Léa Lublin (*1929 †1999, Argentina) graduated in 1949 from the Academia Nacional de Bellas Artes in Buenos Aires and initiated her artistic career as a painter. During the mid-1960s, interested in exploring different materials and media, she became associated with the Centro de Artes Visuales of the Institute Torquato di Tella, an important centre of Argentinean experimental and avant-garde art. In 1968 Lublin performed “Mon Fils” in Paris: during the exhibition hours the artist took care of her baby at the museum, acknowledging gender and social life as major materials of her work. During the end of the 1960s, Lublin also created a number of participatory sensory environments in Chile and Argentina. In “Terranauts” (1969), the visitors experienced smells, tactile sensations, music and found written signs such as “art will be life.” Deeply influenced by French feminism — she eventually moved to Paris where she died in 1999 — Lublin was interested in de-conditioning perception and normative modes of relation both in art and in everyday life. Her critique of artistic representation can also be seen as a commentary on dominant forms of representation regulating everyday life, particularly gender and sexuality.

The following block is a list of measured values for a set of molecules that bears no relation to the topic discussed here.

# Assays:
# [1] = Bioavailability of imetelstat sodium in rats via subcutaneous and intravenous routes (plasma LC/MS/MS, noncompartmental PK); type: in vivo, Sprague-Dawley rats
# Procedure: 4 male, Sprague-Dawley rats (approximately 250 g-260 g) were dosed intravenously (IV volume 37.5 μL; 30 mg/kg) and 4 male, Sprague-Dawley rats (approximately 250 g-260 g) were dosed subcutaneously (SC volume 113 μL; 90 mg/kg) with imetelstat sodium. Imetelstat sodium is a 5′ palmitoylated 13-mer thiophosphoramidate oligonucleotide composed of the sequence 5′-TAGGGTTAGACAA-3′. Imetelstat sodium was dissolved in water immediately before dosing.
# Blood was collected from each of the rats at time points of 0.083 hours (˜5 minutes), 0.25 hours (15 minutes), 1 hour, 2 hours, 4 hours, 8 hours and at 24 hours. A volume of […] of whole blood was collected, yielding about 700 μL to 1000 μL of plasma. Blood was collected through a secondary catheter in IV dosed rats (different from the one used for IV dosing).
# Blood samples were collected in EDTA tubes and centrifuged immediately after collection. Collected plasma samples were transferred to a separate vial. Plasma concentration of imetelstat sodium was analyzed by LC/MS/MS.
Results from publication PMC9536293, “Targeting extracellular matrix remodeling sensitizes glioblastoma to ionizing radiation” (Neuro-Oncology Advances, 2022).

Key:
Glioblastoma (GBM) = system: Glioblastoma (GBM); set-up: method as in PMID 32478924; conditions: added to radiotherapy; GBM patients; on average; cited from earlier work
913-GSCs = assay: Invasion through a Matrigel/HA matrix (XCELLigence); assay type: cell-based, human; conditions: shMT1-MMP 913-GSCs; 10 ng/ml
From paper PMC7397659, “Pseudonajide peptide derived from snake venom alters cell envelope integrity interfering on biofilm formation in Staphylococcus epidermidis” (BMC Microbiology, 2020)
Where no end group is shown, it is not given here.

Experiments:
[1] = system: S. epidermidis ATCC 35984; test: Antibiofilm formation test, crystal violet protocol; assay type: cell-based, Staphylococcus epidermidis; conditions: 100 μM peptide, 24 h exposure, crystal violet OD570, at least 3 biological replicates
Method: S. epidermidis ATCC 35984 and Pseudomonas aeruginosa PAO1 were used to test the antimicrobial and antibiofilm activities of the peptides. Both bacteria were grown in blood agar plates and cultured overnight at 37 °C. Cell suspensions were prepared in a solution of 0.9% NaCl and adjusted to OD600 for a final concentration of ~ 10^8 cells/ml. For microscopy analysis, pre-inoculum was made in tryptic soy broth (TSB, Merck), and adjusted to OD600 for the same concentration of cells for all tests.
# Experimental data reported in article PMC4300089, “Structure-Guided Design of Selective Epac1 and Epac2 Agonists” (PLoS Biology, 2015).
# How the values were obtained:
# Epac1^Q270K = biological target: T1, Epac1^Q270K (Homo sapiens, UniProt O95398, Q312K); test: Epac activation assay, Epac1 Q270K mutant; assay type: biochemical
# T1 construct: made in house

In Mon Fils (My Son), one of her first performances, Lea Lublin took care of her seven-month-old son Nicolas at the Musée d’Art Moderne de la Ville de Paris throughout the whole exhibition. Art, daily life, motherhood and conceptual and political issues were all combined in Lublin’s performative displacing of domestic labour to a museum. EF
Courtesy Nicolas Lublin